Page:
# Data Analysis

After running your database queries, you received the following printout detailing the reservoirs:

**[Scatterplot 1] [Scatterplot 2] [Scatterplot 3]**

6. What conclusions can you draw from the above scatterplots?

- The incidence proportion of Susser Syndrome in areas served by the Rothman and Greenland reservoirs appears to be identical
- Specifically, there is a negative correlation between distance from the Porks-A-Lot Farm and Susser Syndrome (as distance increases, incidence decreases)
- Individuals drinking Rothman Reservoir water have approximately twice the risk of developing Susser Syndrome than individuals drinking Greenland Reservoir water.

## Intellectually curious?

Analysis of the data presented in the tables accompanying scatterplots 1 and 2 shows that in both instances correlations between the distance from Porks-A-Lot Pig Farm and incidence of Susser Syndrome are very strong (-0.97 for Rothman Reservoir and -0.92 for Greenland reservoir.) This means that whenever distance increases, incidence always decreases. Since the relationships appear to be linear, we can fit a linear model using the least squares method. Regression coefficients which predict the average magnitude of the expected change in incidence given a change in the distance from the farm are quite different for the two reservoirs (-0.57 for Rothman and -0.09 for Greenland reservoir.)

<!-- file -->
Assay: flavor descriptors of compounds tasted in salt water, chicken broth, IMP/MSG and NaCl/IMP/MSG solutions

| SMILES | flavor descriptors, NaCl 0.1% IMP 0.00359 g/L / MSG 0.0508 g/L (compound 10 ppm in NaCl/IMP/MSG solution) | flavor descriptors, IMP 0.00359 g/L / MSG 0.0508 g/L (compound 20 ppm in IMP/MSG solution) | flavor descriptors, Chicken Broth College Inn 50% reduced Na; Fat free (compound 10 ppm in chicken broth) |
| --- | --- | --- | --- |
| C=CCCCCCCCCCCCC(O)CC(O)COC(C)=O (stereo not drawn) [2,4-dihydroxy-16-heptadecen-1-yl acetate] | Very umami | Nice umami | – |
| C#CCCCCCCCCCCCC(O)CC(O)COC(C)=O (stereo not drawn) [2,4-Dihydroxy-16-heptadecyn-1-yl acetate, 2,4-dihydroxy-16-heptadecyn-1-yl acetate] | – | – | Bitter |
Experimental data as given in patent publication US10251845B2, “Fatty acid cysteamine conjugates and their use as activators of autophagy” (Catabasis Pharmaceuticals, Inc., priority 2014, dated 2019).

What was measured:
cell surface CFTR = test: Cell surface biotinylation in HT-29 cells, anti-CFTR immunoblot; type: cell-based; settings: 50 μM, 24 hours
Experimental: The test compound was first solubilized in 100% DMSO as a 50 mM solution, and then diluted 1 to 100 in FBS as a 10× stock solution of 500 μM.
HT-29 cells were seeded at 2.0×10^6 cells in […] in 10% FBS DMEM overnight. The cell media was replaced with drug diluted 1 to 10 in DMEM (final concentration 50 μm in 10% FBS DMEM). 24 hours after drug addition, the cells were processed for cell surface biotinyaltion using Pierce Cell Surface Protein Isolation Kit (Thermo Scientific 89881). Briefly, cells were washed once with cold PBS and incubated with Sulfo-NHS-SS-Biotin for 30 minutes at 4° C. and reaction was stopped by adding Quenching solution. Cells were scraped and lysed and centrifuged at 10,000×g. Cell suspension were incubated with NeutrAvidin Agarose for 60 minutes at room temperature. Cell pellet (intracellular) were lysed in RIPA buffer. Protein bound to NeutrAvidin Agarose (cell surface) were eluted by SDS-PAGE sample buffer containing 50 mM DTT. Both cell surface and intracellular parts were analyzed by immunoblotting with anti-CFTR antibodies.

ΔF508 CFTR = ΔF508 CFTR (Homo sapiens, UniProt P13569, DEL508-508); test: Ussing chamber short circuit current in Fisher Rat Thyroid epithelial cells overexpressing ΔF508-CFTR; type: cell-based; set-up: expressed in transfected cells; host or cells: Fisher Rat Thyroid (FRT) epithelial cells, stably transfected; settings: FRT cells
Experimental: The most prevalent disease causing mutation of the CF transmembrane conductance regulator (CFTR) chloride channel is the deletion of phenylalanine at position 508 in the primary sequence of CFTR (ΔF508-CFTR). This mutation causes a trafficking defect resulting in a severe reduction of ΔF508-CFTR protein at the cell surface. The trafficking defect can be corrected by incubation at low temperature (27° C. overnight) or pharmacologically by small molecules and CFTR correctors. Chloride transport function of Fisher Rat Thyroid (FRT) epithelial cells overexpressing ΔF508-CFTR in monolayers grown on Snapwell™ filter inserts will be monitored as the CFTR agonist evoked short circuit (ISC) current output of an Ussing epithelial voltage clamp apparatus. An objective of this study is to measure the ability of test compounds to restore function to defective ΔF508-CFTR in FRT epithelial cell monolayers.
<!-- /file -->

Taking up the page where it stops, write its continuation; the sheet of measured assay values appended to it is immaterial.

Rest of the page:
Correlation coefficients measure the degree of linear dependence between two variables. That is, correlation coefficients use the standard deviation in two variables to determine the extent to which the standard deviations seem, on average, to vary linearly together. Correlation coefficients are useful for an initial characterization of the relationships among variables, but are sensitive to deviations from normality and extreme observations. Regression coefficients fit a line to the relationship between two variables that minimizes the distance between each observation and the prediction that the line would provide. Regression coefficients standardize the magnitude estimate of the relationship between two variables. The estimate that one gets from a linear regression represents the average change in the outcome variable given a one-unit change in the predictor variable. If the regression coefficient is equal to zero, it indicates that a one-unit change in the predictor does not provide any information about the outcome. While regression coefficients also assume a normally distributed outcome and are also affected by extreme observations, in general the regression format is more robust to deviations from assumptions as compared to correlation coefficients.